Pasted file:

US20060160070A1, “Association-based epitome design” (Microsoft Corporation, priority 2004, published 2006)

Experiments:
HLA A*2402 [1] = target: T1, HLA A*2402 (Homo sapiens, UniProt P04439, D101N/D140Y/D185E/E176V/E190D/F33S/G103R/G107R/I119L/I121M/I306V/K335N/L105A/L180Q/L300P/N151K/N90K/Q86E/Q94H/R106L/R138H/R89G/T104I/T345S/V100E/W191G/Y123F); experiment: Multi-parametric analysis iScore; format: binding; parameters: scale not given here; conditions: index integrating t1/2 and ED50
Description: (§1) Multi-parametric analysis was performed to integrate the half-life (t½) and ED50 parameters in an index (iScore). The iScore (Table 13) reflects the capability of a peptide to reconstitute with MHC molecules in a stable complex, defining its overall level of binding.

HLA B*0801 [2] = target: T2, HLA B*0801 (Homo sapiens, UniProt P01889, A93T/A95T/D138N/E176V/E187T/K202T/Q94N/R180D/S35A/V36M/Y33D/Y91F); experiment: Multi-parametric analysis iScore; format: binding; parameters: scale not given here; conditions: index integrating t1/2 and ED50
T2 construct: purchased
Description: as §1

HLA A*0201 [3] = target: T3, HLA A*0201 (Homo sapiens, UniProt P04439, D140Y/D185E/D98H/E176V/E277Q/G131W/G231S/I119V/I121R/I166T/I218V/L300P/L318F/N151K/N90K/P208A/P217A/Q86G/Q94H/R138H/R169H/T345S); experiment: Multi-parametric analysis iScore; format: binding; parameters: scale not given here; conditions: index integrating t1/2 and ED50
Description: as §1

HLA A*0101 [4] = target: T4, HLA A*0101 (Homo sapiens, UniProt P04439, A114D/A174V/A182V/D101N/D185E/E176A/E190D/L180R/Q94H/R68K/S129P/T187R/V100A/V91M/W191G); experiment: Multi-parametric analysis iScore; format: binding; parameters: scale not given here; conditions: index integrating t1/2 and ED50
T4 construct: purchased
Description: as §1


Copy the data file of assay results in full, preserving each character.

US20060160070A1, “Association-based epitome design” (Microsoft Corporation, priority 2004, published 2006)

Experiments:
HLA A*2402 [1] = target: T1, HLA A*2402 (Homo sapiens, UniProt P04439, D101N/D140Y/D185E/E176V/E190D/F33S/G103R/G107R/I119L/I121M/I306V/K335N/L105A/L180Q/L300P/N151K/N90K/Q86E/Q94H/R106L/R138H/R89G/T104I/T345S/V100E/W191G/Y123F); experiment: Multi-parametric analysis iScore; format: binding; parameters: scale not given here; conditions: index integrating t1/2 and ED50
Description: (§1) Multi-parametric analysis was performed to integrate the half-life (t½) and ED50 parameters in an index (iScore). The iScore (Table 13) reflects the capability of a peptide to reconstitute with MHC molecules in a stable complex, defining its overall level of binding.

HLA B*0801 [2] = target: T2, HLA B*0801 (Homo sapiens, UniProt P01889, A93T/A95T/D138N/E176V/E187T/K202T/Q94N/R180D/S35A/V36M/Y33D/Y91F); experiment: Multi-parametric analysis iScore; format: binding; parameters: scale not given here; conditions: index integrating t1/2 and ED50
T2 construct: purchased
Description: as §1

HLA A*0201 [3] = target: T3, HLA A*0201 (Homo sapiens, UniProt P04439, D140Y/D185E/D98H/E176V/E277Q/G131W/G231S/I119V/I121R/I166T/I218V/L300P/L318F/N151K/N90K/P208A/P217A/Q86G/Q94H/R138H/R169H/T345S); experiment: Multi-parametric analysis iScore; format: binding; parameters: scale not given here; conditions: index integrating t1/2 and ED50
Description: as §1

HLA A*0101 [4] = target: T4, HLA A*0101 (Homo sapiens, UniProt P04439, A114D/A174V/A182V/D101N/D185E/E176A/E190D/L180R/Q94H/R68K/S129P/T187R/V100A/V91M/W191G); experiment: Multi-parametric analysis iScore; format: binding; parameters: scale not given here; conditions: index integrating t1/2 and ED50
T4 construct: purchased
Description: as §1